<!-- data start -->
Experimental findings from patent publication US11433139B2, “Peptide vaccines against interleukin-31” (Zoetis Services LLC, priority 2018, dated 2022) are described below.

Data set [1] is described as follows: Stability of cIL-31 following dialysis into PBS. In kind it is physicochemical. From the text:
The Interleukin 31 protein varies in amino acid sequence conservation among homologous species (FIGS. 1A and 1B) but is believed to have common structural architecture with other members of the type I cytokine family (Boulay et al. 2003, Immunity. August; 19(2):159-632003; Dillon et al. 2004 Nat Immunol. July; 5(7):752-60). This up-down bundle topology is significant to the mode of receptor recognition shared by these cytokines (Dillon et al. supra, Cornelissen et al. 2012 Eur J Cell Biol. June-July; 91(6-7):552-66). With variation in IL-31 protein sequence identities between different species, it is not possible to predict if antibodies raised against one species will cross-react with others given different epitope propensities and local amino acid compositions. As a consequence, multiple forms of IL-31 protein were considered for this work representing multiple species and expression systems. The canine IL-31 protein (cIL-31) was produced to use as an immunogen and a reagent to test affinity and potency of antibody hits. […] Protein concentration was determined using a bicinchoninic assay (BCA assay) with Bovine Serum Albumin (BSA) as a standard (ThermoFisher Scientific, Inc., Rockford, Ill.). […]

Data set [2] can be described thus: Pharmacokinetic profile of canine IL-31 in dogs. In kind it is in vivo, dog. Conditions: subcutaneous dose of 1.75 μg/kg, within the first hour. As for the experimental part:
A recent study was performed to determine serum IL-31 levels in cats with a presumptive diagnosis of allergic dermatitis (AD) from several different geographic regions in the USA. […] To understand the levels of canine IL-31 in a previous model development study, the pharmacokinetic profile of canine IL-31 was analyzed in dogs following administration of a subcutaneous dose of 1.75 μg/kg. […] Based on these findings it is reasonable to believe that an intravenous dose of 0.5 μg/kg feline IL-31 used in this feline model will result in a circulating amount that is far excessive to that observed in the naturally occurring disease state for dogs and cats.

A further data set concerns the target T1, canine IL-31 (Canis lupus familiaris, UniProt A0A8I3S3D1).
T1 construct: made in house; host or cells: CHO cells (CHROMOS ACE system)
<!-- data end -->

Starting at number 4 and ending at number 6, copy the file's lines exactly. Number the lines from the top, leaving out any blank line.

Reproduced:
Data set [2] can be described thus: Pharmacokinetic profile of canine IL-31 in dogs. In kind it is in vivo, dog. Conditions: subcutaneous dose of 1.75 μg/kg, within the first hour. As for the experimental part:
A recent study was performed to determine serum IL-31 levels in cats with a presumptive diagnosis of allergic dermatitis (AD) from several different geographic regions in the USA. […] To understand the levels of canine IL-31 in a previous model development study, the pharmacokinetic profile of canine IL-31 was analyzed in dogs following administration of a subcutaneous dose of 1.75 μg/kg. […] Based on these findings it is reasonable to believe that an intravenous dose of 0.5 μg/kg feline IL-31 used in this feline model will result in a circulating amount that is far excessive to that observed in the naturally occurring disease state for dogs and cats.

A further data set concerns the target T1, canine IL-31 (Canis lupus familiaris, UniProt A0A8I3S3D1).